Posts Tagged ‘baseball’


Is Baseball Relevant?

June 5, 2008

I could be wrong but I think that commenter PigInZen meant something different than what I am about to respond to here, but nevertheless his comment to yesterday’s vintage baseball post got me thinking about the what we mean when we say that “X is/is not relevant.” Without going the high school valedictorian route of “Merriam-Webster’s New World Dictionary defines “relevant as…” here are my initial thoughts on the topic.

It is clear, I think, what someone means by “relevant” when it is applied in such a way that it means “pertains to” or “influences,” as in, “Whether John had prior knowledge of the group’s activities is relevant to whether he should be prosecuted as an accomplice.” It is less clear what is meant when people say that “hip-hop (or rock and roll or ska or rockablly) is no longer relevant.” Relevant to what?

I think what PigInZen meant by his claim that I fall into a segment of the population for whom “baseball is irrelevant” was simply to mean what is in fact the case: that I just don’t care about it because when I stopped watching it in the late 80s early 90s, I filled that hole in my leisure time with other pursuits. Having been out of it for so long has made baseball irrelevant to me.

But I immediately wondered if, as he mentioned in an earlier comment, whether baseball’s decrease in popularity along with the subsequent increase in popularity of football, NASCAR, and others was a sign that baseball was “irrelevant” in a larger sense–in the same sense that someone might assert that hip-hop is irrelevant, that is, irrelevant in a broader cultural context, not just to me and others disenchanted in the wake of the Crisis of Greed that was revealed with Pete Rose’s gambling and the players’ strike.

I won’t kill you with anticipation. I think the answer is no. Baseball is not, in my opinion, irrelevant in that sense. If baseball does, one day, become irrelevant it will become so in the sense that frock coats and hoop skirts are, that is, frock coats and hoop skirts, were they around today, would serve an identical role as they always did: they would be manifestations of a person’s right to choose from amongst various fashion(able) accessories–they are irrelevant due to their virtual non-existence. They are both still around, of course, in either modified or costume form. However both uses entails the additional context of being deliberately iconoclastic which becomes the predominant message–which was not the case when both were considered legitimate fashion choices. Similarly one can speak dead languages, play ancient games, or be desperately in love with rightfully obscure music–but all these choices are weighted down with the irrelevance that comes from being “past their prime” as legitimate couture.

It seems to me that all sports of sufficient popularity serve an entertainment function for players and spectators of the right kind. They serve as exercise in an age of decreasing demand for manual labor. They serve a significant amount of their fan base with an outlet for the use of the analytical function of their brains. They serve as “water cooler talk”–that is to say, a common cultural experience that we can use as a mechanism for reaffirming our connections with one another. They can even–and baseball is perhaps the exemplar here–influence the nature of our conversations through both metaphor and the alteration of our lexicon. H.L. Mencken in his masterpiece The American Language and Bill Bryson Sr. have both noted the dramatic impact that baseball in particular has had on, well, the American language. Even those of us who don’t watch baseball can, for example, talk about “three strike laws” and use expressions like “She really knocked that presentation out of the park.” And those are just two of the most obvious.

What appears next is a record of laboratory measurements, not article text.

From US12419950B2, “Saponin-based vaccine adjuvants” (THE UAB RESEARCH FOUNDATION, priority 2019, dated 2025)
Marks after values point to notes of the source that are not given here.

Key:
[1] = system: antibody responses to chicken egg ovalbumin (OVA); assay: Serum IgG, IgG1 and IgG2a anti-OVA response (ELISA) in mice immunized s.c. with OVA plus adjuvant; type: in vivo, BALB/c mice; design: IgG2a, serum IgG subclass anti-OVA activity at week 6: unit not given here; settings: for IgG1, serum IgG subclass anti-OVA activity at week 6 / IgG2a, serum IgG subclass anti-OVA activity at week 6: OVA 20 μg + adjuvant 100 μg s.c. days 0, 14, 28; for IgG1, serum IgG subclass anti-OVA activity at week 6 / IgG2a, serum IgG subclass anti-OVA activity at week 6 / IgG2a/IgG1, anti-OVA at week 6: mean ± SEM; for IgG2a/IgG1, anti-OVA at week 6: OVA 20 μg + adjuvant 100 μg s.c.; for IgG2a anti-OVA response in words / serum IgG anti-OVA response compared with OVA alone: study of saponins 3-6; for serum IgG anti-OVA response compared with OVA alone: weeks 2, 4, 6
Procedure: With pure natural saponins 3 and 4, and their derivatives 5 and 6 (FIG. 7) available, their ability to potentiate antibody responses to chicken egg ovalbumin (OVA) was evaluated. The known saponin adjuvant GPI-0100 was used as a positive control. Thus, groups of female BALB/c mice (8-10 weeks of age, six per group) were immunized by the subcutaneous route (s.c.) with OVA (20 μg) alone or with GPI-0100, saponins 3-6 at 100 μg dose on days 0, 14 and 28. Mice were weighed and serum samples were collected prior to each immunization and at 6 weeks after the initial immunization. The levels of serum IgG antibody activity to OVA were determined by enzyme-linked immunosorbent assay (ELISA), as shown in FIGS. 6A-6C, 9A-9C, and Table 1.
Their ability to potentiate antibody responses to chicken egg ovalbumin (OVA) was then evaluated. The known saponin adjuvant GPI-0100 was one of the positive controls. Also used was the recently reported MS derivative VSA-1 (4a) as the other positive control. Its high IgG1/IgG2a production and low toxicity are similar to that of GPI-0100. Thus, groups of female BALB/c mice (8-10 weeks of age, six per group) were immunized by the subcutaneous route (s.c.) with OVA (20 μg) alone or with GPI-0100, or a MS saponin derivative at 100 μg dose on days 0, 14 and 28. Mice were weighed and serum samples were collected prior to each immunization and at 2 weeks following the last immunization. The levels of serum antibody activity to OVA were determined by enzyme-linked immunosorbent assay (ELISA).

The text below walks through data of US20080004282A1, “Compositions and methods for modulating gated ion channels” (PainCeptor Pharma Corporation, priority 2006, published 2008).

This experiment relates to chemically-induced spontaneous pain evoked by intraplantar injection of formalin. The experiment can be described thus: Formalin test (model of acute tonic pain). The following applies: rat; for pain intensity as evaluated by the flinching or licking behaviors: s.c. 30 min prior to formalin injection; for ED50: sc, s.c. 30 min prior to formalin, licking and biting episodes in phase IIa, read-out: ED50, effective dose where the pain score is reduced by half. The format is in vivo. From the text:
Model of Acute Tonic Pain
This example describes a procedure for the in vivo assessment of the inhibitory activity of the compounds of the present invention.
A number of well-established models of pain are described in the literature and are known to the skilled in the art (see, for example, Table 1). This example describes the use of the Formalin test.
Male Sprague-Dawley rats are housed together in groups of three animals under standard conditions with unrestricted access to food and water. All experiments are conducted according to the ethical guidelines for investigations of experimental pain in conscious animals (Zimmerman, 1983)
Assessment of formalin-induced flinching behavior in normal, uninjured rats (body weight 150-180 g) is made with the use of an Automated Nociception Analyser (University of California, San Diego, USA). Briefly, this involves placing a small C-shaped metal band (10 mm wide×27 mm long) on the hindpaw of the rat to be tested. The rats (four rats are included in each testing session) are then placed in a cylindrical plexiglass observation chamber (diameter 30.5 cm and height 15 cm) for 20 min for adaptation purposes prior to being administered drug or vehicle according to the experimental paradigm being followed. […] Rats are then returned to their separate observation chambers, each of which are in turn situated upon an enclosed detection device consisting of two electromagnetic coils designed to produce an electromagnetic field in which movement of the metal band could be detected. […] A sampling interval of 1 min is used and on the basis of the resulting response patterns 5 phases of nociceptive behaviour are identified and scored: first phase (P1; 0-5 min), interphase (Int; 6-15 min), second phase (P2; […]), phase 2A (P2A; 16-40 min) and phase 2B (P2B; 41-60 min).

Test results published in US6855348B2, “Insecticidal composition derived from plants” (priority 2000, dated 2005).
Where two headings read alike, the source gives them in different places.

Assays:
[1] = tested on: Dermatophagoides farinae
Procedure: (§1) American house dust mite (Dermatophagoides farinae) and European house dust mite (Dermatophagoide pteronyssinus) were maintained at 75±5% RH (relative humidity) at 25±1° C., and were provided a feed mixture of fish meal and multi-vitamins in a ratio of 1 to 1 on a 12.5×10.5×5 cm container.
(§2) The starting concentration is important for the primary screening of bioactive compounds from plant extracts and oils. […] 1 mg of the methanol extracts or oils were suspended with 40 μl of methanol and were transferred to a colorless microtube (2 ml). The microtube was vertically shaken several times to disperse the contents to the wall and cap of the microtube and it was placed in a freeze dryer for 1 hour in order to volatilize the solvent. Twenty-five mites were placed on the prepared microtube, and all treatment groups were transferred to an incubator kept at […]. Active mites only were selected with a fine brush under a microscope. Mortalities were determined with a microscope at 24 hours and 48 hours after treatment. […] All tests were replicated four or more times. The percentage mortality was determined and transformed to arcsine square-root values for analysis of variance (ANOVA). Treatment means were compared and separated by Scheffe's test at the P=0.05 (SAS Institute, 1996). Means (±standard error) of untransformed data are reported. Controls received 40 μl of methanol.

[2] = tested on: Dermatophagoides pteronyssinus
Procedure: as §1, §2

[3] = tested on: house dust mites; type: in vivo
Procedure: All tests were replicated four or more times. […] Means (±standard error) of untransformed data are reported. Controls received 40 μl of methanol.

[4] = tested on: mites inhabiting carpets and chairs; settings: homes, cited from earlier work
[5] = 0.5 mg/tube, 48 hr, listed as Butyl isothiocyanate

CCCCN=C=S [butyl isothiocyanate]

In the context of baseball as sport, baseball will not cease to be relevant until it also is out of fashion, and I mean entirely out of fashion, like Chicen Itza out of style. That’s not impossible of course, but it would entail, or seems to entail, the passing of American culture as a whole.

There is, I think an urge, in the defense of baseball’s relevance, to use baseball as an explanatory model of the culture in general. But I don’t think that’s true. One would not want to say, for example that, baseball hearkens back to or was a product of “a more pastoral age” as some have suggested, or that the rules of the game reveal a culture more decorous or less barbarous than the one that created football.

Such comparisons don’t help us understand the success of baseball in tech-friendly Japan or the fact that both sports have enjoyed competitively similar audiences for most of their existence. Nor do they explain away the uncivil and barbarous nature of the time of baseball’s creation which in many respects were more barbarous and uncivil than our own (and we created mixed martial arts and professional wrestling). But most importantly in this regard, such an analysis is forced to ignore the historical antecedents of the games they try to explain in this way.

But I’m not personally partial to these explanations because I think it leads us to be too cynical about our own times. Certainly life can be compared to baseball, but I don’t think that the reverse is true. Or as Joyce Carol Oates said in her book On Boxing, “Life can be like boxing, but boxing can only be like itself,” or words to that effect. Part of this is a mere semantic truth, but there is more compelling reason for this. For all its intricacies, for all its history, baseball can only be a bare model of certain elements of life: Only cooperation exists amongst teammates–only competition amongst opposing teams. Failure to abide by this principle leads to team or sport collapse. If teammates compete, the team falls apart. When teams collude, the sport itself is jeopardy.